Another year of declining assessments in county

December 28, 2010|By ANDREW SCHOTZ |

News about plummeting assessments was mailed Tuesday to the owners of about 20,000 properties in and around Hagerstown.

The combined value of those properties dropped 18.3 percent, according to the Maryland Department of Assessments and Taxation — the second straight year of a decline of that magnitude.

That includes a 24 percent drop for about 18,200 residential properties — from $3.4 billion in total assessed value to $2.6 billion.

The value of about 1,800 commercial properties declined 2.2 percent.

To make up for less tax revenue because of declining property assessments, local governments might be forced to raise tax rates.

Local taxes are the larger burden on property owners.

Washington County's tax rate is 94.8 cents per $100 of assessed value for properties outside of local municipalities. The state's property tax rate is 11.2 cents per $100 of assessed value.

The state sets new property values on a three-year schedule, covering roughly one-third of the county per year.

The assessment notices mailed Tuesday are for residential properties in the city of Hagerstown and the surrounding areas of Cedar Lawn, Halfway and Maugansville, said Adam Lewis, the supervisor of the Department of Assessments and Taxation's local office.

Only commercial properties in the city were part of the new round of assessments. Those in the surrounding areas will be included next year, Lewis said.

Overall in Maryland, assessment values are down 17.9 percent, according to the department. Residential values declined 21.9 percent — the largest decline in the department's history — and commercial values were down 0.8 percent.

All 23 counties and Baltimore City saw declines in the newest round of assessments. The biggest drop was for residential values in Prince George's County, which fell 35 percent.

After a boom period earlier in the decade, assessment values are plummeting.

A portion of Washington County's property values rose 21.4 percent in 2004. The same part of the county rose 64.7 percent in 2007.

But the collective value of properties in that area dropped 18.4 percent in 2010, in what was considered an historic drop.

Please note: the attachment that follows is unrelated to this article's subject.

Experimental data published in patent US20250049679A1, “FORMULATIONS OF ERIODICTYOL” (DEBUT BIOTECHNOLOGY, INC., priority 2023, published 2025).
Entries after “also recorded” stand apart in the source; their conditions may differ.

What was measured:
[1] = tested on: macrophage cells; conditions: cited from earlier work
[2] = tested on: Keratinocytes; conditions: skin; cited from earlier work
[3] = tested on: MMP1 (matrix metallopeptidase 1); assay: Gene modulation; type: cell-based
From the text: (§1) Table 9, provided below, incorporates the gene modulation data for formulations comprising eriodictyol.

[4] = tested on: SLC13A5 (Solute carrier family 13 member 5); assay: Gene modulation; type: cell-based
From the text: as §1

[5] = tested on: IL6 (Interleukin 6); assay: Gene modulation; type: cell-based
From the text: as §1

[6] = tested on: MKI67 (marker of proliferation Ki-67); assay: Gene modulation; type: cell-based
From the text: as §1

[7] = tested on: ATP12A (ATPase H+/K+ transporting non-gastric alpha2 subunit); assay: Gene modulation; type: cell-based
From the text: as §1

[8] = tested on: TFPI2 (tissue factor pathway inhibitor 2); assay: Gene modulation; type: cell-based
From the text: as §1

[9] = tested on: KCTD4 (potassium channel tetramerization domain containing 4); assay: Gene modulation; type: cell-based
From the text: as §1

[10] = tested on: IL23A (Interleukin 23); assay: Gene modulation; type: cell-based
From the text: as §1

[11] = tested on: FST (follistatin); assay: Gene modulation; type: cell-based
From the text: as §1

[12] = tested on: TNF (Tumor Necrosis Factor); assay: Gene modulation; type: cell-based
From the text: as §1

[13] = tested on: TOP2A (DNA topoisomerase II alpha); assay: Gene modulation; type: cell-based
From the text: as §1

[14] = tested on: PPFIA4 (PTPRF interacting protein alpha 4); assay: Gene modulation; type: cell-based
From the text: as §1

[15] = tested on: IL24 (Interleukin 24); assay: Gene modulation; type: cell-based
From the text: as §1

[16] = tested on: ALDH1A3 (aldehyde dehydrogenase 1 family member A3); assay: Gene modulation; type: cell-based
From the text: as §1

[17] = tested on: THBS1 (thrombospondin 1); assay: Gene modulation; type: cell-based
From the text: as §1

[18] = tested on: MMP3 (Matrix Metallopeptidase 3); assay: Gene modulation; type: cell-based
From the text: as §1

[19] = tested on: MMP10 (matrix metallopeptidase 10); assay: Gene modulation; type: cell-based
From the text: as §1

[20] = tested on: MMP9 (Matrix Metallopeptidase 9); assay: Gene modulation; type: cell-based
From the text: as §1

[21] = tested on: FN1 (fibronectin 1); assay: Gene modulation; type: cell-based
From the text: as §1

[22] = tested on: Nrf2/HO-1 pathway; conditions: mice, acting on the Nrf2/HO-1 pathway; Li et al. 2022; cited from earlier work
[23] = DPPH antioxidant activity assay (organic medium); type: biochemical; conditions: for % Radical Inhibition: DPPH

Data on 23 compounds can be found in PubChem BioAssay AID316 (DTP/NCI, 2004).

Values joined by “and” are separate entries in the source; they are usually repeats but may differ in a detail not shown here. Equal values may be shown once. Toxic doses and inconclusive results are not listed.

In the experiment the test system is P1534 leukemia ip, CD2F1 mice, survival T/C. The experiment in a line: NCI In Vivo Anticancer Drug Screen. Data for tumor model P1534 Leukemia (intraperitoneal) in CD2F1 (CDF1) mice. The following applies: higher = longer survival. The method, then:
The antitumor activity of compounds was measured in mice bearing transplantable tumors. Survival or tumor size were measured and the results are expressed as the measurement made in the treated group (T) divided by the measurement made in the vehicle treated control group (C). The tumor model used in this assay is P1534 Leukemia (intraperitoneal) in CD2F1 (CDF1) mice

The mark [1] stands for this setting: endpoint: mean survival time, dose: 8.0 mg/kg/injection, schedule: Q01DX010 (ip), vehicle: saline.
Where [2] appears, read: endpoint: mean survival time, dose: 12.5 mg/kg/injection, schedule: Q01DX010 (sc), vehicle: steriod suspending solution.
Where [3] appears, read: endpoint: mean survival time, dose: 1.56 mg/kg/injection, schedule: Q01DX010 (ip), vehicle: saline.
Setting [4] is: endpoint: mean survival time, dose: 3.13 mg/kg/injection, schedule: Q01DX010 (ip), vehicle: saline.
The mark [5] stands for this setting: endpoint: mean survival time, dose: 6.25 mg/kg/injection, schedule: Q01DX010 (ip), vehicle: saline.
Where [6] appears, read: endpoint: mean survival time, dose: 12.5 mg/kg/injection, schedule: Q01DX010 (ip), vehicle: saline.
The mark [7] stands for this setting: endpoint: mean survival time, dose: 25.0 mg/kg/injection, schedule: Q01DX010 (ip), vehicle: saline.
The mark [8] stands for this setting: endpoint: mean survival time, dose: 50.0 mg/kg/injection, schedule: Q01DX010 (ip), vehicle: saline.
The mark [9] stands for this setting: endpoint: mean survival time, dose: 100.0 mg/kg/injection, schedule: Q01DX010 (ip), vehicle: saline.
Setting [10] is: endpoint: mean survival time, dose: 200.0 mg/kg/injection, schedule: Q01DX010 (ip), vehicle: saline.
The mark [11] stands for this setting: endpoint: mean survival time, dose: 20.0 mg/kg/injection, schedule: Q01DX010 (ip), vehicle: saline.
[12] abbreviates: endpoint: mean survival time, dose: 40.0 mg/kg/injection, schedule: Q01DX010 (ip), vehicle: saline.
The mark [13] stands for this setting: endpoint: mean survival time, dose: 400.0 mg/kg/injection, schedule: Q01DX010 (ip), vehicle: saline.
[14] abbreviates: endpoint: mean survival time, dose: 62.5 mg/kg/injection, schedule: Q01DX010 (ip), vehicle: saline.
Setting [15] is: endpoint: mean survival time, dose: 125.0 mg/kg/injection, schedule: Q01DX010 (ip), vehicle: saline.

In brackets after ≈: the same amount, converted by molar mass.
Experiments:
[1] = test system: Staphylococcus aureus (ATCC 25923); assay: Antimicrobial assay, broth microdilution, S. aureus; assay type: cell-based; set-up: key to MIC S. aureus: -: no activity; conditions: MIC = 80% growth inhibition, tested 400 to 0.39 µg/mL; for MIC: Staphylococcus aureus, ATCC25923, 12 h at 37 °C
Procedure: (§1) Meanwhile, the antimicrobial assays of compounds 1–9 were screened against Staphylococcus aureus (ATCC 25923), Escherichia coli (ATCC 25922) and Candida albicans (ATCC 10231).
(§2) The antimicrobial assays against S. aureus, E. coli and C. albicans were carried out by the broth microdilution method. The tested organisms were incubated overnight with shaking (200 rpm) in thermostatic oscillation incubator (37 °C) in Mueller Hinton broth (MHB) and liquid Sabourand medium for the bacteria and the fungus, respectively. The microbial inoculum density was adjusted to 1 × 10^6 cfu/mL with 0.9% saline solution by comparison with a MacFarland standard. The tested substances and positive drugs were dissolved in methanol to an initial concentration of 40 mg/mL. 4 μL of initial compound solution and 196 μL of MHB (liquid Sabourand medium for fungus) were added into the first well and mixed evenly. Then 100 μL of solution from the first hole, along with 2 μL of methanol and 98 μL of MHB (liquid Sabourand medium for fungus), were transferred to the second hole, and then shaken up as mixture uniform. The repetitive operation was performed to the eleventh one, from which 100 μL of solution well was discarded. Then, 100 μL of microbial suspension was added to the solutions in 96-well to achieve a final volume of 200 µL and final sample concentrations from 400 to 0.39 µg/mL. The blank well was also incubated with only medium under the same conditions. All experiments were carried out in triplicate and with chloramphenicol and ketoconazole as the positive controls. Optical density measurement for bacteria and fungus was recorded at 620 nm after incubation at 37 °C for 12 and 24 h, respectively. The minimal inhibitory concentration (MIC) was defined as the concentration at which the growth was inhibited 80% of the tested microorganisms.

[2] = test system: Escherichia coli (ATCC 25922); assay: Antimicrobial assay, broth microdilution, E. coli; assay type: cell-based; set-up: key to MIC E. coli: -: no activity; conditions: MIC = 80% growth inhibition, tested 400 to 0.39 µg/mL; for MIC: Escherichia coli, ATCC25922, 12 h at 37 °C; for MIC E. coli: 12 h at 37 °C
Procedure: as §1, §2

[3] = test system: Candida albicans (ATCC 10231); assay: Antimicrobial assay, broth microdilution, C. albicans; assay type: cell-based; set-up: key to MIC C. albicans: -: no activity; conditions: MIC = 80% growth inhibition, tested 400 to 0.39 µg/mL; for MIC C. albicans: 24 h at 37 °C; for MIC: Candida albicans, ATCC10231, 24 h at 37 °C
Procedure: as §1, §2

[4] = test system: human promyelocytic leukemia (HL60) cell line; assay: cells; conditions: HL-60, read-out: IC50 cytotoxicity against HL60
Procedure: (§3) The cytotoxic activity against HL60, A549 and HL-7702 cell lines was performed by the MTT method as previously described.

New property values go into effect Jan. 1, 2011.

"We haven't seen home values starting to recover," Lewis said.

He reminded property owners to apply for a Homestead Tax Credit, which limits assessment increases for tax purposes. People who live on property they own are eligible.

Under state law, the taxable value of property can go up a maximum of 10 percent in one year.


Municipalities may set lower caps. Washington County's is 5 percent.

Applying for homestead credit

Under state law, annual increases in Marylanders' taxable property value are capped.

The limit is 10 percent statewide. Washington County's cap, for figuring local property taxes, is 5 percent.

To receive the credit, property owners must file a one-time Homestead Tax Credit Eligibility Application.

People who live on property they own are eligible.

Applications may be filed at

The Washington County office of the state Department of Assessments and Taxation can be reached at 301-791-3050.

The office will be open Wednesday, but closed Thursday as part of state budget cuts and Friday because of the holiday.

Adam Lewis, the supervisor of the Department of Assessments and Taxation's local office, said a state law requires property owners to apply for a Homestead Tax Credit by Jan. 1, 2012, to be eligible.

Owners who still need to apply should receive a form with their assessment notices, he said.

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